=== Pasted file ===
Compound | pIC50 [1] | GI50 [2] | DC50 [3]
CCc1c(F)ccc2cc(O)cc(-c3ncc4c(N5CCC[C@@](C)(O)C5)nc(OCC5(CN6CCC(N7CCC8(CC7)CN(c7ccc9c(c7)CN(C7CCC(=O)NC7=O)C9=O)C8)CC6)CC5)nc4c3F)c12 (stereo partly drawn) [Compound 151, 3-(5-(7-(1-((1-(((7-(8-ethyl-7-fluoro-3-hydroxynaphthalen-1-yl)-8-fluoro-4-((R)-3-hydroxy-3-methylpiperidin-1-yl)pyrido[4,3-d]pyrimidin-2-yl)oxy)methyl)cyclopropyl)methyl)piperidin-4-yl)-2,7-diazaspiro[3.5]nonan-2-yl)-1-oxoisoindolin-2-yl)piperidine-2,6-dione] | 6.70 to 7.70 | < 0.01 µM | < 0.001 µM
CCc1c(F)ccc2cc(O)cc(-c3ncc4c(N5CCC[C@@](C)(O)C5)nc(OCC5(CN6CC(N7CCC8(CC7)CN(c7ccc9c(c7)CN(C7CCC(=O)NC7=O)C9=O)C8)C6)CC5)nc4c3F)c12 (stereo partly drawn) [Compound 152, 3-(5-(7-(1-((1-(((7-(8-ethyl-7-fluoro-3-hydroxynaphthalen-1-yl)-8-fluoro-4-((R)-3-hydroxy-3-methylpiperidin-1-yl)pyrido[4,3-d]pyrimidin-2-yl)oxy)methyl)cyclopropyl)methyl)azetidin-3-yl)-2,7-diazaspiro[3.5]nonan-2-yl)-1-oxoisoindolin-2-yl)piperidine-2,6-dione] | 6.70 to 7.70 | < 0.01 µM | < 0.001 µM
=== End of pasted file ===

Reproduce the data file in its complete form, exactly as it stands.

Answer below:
Compound | pIC50 [1] | GI50 [2] | DC50 [3]
CCc1c(F)ccc2cc(O)cc(-c3ncc4c(N5CCC[C@@](C)(O)C5)nc(OCC5(CN6CCC(N7CCC8(CC7)CN(c7ccc9c(c7)CN(C7CCC(=O)NC7=O)C9=O)C8)CC6)CC5)nc4c3F)c12 (stereo partly drawn) [Compound 151, 3-(5-(7-(1-((1-(((7-(8-ethyl-7-fluoro-3-hydroxynaphthalen-1-yl)-8-fluoro-4-((R)-3-hydroxy-3-methylpiperidin-1-yl)pyrido[4,3-d]pyrimidin-2-yl)oxy)methyl)cyclopropyl)methyl)piperidin-4-yl)-2,7-diazaspiro[3.5]nonan-2-yl)-1-oxoisoindolin-2-yl)piperidine-2,6-dione] | 6.70 to 7.70 | < 0.01 µM | < 0.001 µM
CCc1c(F)ccc2cc(O)cc(-c3ncc4c(N5CCC[C@@](C)(O)C5)nc(OCC5(CN6CC(N7CCC8(CC7)CN(c7ccc9c(c7)CN(C7CCC(=O)NC7=O)C9=O)C8)C6)CC5)nc4c3F)c12 (stereo partly drawn) [Compound 152, 3-(5-(7-(1-((1-(((7-(8-ethyl-7-fluoro-3-hydroxynaphthalen-1-yl)-8-fluoro-4-((R)-3-hydroxy-3-methylpiperidin-1-yl)pyrido[4,3-d]pyrimidin-2-yl)oxy)methyl)cyclopropyl)methyl)azetidin-3-yl)-2,7-diazaspiro[3.5]nonan-2-yl)-1-oxoisoindolin-2-yl)piperidine-2,6-dione] | 6.70 to 7.70 | < 0.01 µM | < 0.001 µM